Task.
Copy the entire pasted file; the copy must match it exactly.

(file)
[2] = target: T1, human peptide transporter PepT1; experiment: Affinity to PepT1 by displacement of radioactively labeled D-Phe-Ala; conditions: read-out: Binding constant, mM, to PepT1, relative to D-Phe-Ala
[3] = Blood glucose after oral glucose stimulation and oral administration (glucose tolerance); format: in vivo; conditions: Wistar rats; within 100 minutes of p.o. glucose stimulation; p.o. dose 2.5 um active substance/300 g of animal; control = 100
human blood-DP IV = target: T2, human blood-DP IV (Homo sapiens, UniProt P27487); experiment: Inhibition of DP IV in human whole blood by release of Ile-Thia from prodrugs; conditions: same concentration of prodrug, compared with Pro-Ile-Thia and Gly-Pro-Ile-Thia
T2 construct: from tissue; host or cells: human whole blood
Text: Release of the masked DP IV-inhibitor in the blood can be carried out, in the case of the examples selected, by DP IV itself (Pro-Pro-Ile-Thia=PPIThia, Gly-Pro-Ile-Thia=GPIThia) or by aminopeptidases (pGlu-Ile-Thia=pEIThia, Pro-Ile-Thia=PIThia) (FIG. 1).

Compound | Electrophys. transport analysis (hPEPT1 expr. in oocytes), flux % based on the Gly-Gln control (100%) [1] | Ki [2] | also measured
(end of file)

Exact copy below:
[2] = target: T1, human peptide transporter PepT1; experiment: Affinity to PepT1 by displacement of radioactively labeled D-Phe-Ala; conditions: read-out: Binding constant, mM, to PepT1, relative to D-Phe-Ala
[3] = Blood glucose after oral glucose stimulation and oral administration (glucose tolerance); format: in vivo; conditions: Wistar rats; within 100 minutes of p.o. glucose stimulation; p.o. dose 2.5 um active substance/300 g of animal; control = 100
human blood-DP IV = target: T2, human blood-DP IV (Homo sapiens, UniProt P27487); experiment: Inhibition of DP IV in human whole blood by release of Ile-Thia from prodrugs; conditions: same concentration of prodrug, compared with Pro-Ile-Thia and Gly-Pro-Ile-Thia
T2 construct: from tissue; host or cells: human whole blood
Text: Release of the masked DP IV-inhibitor in the blood can be carried out, in the case of the examples selected, by DP IV itself (Pro-Pro-Ile-Thia=PPIThia, Gly-Pro-Ile-Thia=GPIThia) or by aminopeptidases (pGlu-Ile-Thia=pEIThia, Pro-Ile-Thia=PIThia) (FIG. 1).

Compound | Electrophys. transport analysis (hPEPT1 expr. in oocytes), flux % based on the Gly-Gln control (100%) [1] | Ki [2] | also measured